The legend of the Benevento walnut

Long ago, it was said that on the night of San Giovanni, witches flew in the sky by the thousands, on their way to the great Sabbath held at the walnut tree in Benevento

In the 7th century, the Lombard people who lived in Benevento used to celebrate scary pagan rites under that very walnut tree.

The bishop, who did not approve of these practices, used the pretext of protecting the Lombard people from the imminent invasion of the Byzantine army, to rip out the walnut tree, promising them that the invaders would flee if they renounced their pagan practices.

And so it was: the tree was pulled up and the Byzantine army left the city.

After the old tree was pulled up, however, another walnut tree appeared in exactly the same spot and the demonic gatherings were revived. It was in that period that the rumour spread that witches from all over the world gathered there on the night of San Giovanni.

Later on, in the 12th century, this tree also died but the rumours about the witches’ gatherings (known as janare in the dialect of the Campania region) under the walnut tree in Benevento were firmly root in popular myths.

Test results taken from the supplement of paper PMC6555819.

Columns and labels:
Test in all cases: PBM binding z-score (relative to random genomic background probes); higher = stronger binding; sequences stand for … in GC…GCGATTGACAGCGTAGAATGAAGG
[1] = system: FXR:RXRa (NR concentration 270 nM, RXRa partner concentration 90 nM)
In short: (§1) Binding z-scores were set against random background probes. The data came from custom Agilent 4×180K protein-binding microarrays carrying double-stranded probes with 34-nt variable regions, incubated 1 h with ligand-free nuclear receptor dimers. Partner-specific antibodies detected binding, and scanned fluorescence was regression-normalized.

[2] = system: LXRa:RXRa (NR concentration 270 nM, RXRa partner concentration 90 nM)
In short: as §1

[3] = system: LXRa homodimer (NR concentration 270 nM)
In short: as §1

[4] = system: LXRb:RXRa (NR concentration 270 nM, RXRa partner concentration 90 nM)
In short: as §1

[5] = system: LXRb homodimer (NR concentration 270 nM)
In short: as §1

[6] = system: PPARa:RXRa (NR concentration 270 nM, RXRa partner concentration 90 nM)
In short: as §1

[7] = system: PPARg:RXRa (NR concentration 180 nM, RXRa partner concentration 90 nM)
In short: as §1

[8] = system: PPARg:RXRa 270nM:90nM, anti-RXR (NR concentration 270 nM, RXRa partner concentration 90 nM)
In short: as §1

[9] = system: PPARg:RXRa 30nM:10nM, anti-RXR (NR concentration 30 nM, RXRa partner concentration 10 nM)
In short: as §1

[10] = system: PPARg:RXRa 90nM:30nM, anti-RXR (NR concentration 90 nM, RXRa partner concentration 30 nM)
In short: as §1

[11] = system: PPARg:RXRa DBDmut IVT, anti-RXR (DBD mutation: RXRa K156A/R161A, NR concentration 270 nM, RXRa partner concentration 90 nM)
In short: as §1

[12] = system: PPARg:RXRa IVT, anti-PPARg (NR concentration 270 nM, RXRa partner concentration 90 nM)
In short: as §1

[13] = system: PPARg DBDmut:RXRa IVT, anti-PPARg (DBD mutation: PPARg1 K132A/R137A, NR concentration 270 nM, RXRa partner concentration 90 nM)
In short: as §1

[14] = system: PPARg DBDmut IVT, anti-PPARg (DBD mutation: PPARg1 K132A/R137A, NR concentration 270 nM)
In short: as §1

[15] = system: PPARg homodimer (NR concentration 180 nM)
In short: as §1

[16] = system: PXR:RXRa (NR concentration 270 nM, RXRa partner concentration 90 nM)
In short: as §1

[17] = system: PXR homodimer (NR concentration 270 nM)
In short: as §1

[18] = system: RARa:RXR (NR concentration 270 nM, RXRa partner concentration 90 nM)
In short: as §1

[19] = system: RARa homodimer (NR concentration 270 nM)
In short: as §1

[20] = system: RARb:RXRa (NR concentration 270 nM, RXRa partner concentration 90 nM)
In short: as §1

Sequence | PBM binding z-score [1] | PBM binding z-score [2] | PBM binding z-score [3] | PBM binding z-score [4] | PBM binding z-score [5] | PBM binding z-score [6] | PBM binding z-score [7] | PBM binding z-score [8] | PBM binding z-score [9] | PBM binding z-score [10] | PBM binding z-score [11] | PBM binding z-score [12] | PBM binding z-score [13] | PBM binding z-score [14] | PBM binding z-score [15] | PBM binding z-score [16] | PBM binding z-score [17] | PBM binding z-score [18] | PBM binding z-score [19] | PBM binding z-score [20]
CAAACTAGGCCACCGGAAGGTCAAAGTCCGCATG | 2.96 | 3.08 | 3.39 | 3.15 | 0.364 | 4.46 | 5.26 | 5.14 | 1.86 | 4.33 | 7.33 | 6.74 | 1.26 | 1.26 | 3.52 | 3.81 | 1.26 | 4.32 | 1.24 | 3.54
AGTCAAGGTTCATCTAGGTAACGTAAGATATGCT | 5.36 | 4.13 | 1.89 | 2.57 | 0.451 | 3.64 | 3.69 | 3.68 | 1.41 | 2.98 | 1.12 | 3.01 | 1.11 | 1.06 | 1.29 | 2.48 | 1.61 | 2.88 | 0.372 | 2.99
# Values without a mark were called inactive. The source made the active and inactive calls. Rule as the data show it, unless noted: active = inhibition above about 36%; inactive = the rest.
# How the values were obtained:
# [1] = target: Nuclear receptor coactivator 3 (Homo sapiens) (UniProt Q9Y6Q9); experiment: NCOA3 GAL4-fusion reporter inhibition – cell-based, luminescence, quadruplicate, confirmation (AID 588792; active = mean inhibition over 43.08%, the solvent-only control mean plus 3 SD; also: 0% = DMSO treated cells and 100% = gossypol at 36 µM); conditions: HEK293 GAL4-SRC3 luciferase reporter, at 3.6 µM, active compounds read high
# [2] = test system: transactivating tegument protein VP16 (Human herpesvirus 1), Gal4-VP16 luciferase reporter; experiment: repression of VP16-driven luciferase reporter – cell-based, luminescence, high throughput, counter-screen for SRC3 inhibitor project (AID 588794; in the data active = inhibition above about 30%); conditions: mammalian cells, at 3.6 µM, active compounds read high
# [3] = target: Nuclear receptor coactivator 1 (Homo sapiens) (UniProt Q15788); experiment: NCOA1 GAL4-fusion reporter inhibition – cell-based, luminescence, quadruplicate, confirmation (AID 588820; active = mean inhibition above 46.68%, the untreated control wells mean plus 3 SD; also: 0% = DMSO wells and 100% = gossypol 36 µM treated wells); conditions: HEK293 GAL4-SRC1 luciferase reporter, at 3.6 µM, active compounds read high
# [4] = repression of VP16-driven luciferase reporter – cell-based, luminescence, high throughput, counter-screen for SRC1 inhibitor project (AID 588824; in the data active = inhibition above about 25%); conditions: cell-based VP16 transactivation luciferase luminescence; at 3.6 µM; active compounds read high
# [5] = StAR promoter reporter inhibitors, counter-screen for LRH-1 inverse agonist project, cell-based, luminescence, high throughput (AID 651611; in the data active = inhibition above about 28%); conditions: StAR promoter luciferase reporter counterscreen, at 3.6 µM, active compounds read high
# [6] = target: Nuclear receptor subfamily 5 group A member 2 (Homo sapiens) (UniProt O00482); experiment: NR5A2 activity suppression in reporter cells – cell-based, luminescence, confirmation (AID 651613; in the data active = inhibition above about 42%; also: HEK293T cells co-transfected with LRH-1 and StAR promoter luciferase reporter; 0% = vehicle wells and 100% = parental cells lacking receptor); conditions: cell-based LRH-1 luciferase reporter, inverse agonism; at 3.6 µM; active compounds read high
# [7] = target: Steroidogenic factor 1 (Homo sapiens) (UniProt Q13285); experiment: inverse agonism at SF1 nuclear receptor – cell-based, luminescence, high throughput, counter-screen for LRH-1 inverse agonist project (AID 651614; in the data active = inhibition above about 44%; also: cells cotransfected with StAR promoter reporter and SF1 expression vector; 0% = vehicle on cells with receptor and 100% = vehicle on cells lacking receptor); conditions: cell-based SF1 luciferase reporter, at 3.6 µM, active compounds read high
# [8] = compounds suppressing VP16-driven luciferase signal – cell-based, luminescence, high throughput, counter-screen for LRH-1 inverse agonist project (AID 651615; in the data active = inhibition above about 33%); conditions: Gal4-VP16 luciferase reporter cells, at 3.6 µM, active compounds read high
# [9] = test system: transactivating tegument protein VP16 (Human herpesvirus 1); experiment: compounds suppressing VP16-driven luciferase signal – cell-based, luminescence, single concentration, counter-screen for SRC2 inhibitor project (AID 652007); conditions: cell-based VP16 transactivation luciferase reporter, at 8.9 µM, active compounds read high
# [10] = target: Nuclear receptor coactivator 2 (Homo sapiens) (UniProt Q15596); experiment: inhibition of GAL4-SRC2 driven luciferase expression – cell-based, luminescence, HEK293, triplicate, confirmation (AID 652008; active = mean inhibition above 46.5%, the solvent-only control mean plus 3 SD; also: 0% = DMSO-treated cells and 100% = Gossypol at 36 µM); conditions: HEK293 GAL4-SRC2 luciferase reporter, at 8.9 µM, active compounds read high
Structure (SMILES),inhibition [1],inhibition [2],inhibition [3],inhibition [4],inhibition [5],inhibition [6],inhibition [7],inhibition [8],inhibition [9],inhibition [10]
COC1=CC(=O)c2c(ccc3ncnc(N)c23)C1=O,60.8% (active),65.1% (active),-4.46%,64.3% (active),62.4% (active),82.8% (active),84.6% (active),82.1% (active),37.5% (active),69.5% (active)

The belief that witches liked congregating around the walnut tree for their Sabbaths was widespread throughout Italy: in Rome, legend has it that the church of Santa Maria del Popolo was built on the site of a walnut tree around which thousands of devils danced in the middle of the night.

Even in Bologna and Pescia in Tuscany, popular sayings claimed that witches used to confabulate or sleep under the walnut trees.

The Benevento walnut tree became the witch tree par excellence since it was located near the river Sabato (originally Sabatus). The association of Sabbath with witches sprang up spontaneously from the name of this river.

This correlation between the walnut tree and the “infernal” world has, over time, evoked a foreboding symbolism which then found its way into several superstitions. In some parts of the countryside, it is still said that you should not sleep in the shade of a walnut tree because you may well wake up with a terrible headache or a fever. Another popular belief maintains that if the roots of the walnut tree get into the barn, they will make all the cattle get sick.

This last saying is not without foundation: the roots of the walnut tree contain juglandin, a toxic substance for other plants, which often die. Consequently, it is not unusual to see walnut trees growing completely on their own in nature.

Science or magic? Who knows?


  • Alfredo Cattabiani, Florario, Milan, 1996

In the photo: The walnut tree in Benevento, by Giuseppe Pietro Bagetti